"Truth about Ellen White Writings"

Thoughts on Prayer

1. Prayer is the opening of the heart to God

Ellen White (1827-1915): “Prayer is the opening of the heart to God as to a friend” (SC, p. 93, 1892).

John Bunyan (1628-1688):  “It is the opener of the heart to God…By prayer the Christian can open his heart to God, as to a friend, and obtain fresh testimony of God’s friendship” (A Discourse Touching Prayer, 1662, Acacia John Bunyan Online Library).

2. Prayer is a key

Ellen White (1827-1915): “Prayer is the key in the hand of faith to unlock heaven’s storehouse, where are treasured the boundless resources of Omnipotence” (Steps to Christ, pp. 94, 95. 1892).

Edward Bickersteth (1786-1850): “Prayer has been compared to a key, that in the morning opens the treasury of god’s mercies; and in the evening shuts up under his protection and safeguard” (A Treatise On Prayer, p. 112, 1822).

J. C. Ryle (1816-1900): Prayer – “Prayer is the very life-breath of true religion…It is the key that unlocks the treasury of promises, and the hand that draws forth grace and help in time of need” (The Upper Room: The Duties of Parents, 1887).

3. Prayer does not bring God down to us

Ellen White (1827-1915): “Prayer does not bring God down to us, but brings us up to Him” Steps to Christ, p. 93, 1892).

Edward Bickersteth (1786-1850): “We do not say that prayer really changes the purposes of god, though it may sometimes so explained in condescension to our infirmities; we may think indeed, that we are drawing God nearer to us, when we in truth draw nearer to him” (A Treatise on Prayer, p. 26, [1818] 1822).

4. Prayer is the breath of soul

Ellen White (1827-1915): “Prayer is the breath of soul. It is the secret of spiritual power” (Gospel Workers, p. 254, 1915).

Edward Bickersteth (1786-1850): “Prayer is breath of the spiritual life in the soul” (A Treatise on Prayer, p. 20, 1822).

Edward Bickersteth (1786-1850): “Prayer is a necessity; for it is the life of the soul” (A Treatise on Prayer, p. 258, 1822).

5. Prayer is a privilege and necessity

Ellen White (1827-1915): “His humanity made prayer a necessity and a privilege” (Steps to Christ, p. 95, 1892).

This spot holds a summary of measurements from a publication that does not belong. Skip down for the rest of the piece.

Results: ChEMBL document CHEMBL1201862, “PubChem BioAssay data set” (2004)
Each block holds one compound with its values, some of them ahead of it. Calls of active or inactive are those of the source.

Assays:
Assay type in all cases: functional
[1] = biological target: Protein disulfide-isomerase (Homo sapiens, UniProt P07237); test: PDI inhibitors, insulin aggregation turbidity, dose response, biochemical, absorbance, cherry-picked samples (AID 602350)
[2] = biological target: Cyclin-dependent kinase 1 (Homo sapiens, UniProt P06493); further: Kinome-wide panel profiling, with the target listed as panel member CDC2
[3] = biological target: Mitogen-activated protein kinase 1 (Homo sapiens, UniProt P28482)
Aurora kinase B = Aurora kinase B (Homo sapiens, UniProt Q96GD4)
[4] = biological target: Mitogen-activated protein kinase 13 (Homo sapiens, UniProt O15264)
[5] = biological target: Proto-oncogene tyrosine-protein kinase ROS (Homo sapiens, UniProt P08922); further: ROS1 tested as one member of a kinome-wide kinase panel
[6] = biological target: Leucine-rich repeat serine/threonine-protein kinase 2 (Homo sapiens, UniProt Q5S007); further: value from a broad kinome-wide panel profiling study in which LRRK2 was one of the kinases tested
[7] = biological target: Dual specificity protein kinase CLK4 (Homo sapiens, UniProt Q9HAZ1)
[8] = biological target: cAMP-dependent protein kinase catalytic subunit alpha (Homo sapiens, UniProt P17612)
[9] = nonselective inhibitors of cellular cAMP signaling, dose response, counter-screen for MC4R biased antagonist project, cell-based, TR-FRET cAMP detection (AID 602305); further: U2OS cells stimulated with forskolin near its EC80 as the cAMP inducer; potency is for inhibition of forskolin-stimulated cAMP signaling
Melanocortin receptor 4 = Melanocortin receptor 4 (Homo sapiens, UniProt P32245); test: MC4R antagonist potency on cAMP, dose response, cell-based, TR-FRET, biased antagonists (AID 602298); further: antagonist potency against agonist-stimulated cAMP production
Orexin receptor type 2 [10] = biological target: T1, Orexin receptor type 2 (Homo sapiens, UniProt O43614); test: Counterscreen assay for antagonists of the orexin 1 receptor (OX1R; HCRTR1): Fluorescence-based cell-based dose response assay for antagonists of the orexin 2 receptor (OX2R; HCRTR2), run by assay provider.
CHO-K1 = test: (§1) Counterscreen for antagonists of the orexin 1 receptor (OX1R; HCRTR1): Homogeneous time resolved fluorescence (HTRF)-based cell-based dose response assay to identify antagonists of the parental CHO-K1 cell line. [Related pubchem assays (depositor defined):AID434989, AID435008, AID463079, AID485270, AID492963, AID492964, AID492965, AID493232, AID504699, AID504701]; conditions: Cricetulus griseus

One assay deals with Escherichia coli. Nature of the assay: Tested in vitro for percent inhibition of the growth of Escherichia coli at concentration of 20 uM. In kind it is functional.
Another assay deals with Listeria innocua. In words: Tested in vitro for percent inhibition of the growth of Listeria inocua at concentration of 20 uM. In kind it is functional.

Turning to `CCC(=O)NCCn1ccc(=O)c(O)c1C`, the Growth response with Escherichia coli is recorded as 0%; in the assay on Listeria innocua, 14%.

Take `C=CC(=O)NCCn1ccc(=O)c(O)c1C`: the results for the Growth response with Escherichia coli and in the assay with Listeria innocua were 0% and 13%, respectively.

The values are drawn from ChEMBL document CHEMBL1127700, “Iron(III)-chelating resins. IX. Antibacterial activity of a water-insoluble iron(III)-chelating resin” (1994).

Ellen White: “Said the angel; “This is their privilege and duty” (1Testimonies, p. 178, 1868).

Edward Bickersteth (1786-1850): “When we are consistent in secret prayer, not as an act of self-righteousness, but from a feeling of necessity, and of its being both our duty and privilege” (A Treatise on Prayer, p. 59, 1822).

Edward Bickersteth(1786-1850): “The duty and privilege of daily family prayer” (A Treatise on Prayer, p. 158, 1822).

Octavious Winslow (1808-1878): “And why is the throne of grace so seldom resorted to, and prayer itself felt to be so much a duty, and so little a privilege;…” (The Glory of The Redeemer, p. 151).

William Nevins (1797-1835): “But prayer, while it is a duty, is rather to be viewed by us in the light of a privilege. And O it is such a privilege!” (Practical thoughts, p. 21, 1836).

6. When and where to pray

Ellen White (1827-1915): “There is no time or place in which it is inappropriate to offer up a petition to god…as did Nehemiah when he made his request before king Artexerexes. It was thus that Enoch walked with God” (Steps to Christ, p. 100).

Edward Bickersteth (1786-1850): “Nehemiah is an eminent example of the spirit of prayer… Being sorrowful in the presence of the king, and having stated his reason” (A Treatise on Prayer, p. 172, 1822).

Edward Bickersteth (1786-1850): “Thus Enoch, Noah, and Abraham and David walked with God” (A Treatise on Prayer, p. 175, 1822).

Ellen White: “Pray in your closet, and as you go about your daily labour…” (2T, p. 496; SC, p, 98, 1871).

Edward Bickersteth (1786-1850): “But I would not be hurried out of my closet for a thousand worlds” (A Treatise on Prayer, p. 30, 1822).

7. Let nothing hinder your prayers

Ellen White (1827-1915): “There is necessity for diligence in prayer. Let nothing hinder you” (Steps to Christ, p. 98).

Edward Bickersteth (1786-1850): “Let nothing hinder you from giving regular and full time to God” (A Treatise on Prayer, p. 235, 1822).

8. Do not take counsel with your doubts and fears

Ellen White (1827-1915): “If we take counsel with our doubts and fears, or try to solve everything that we cannot see clearly, before we have faith, perplexities will only increase and deepen. But if we come to God, feeling helpless and dependent, as we really are, and in humble, trusting faith make known our wants to Him whose knowledge is infinite, who sees everything in creation, and who governs everything by His will and word, He can and will attend to our cry, and will let light shine into our hearts. Through sincere prayer we are brought into connection with the mind of the Infinite. We may have no remarkable evidence at the time that the face of our Redeemer is bending over us in compassion and love, but this is even so. We may not feel His visible touch, but His hand is upon us in love and pitying tenderness” (SC, p. 97, 1892).

Daniel March (1816-11909): “While we take counsel with our doubts and fears, or try to solve the problem of the universe in the cabinets and laboratory of science, or to explore the depths of eternity… we shall only increase our perplexity and deepen our disappointment. But let them go up to the mount of God where man meets his Maker in humble, trusting prayer… Let them leave all the false guides which they have been following, and look only to Him who sees everything at one view and governs everything with a word… In every act of sincere prayer the soul comes into living contact with the infinite mind. We see no face bending over us with looks of compassion. No voice answers to our humble cry. No hand is let down for us to grasp” (Night Scenes In The Bible, pp. 336-337, 339-340, 1869).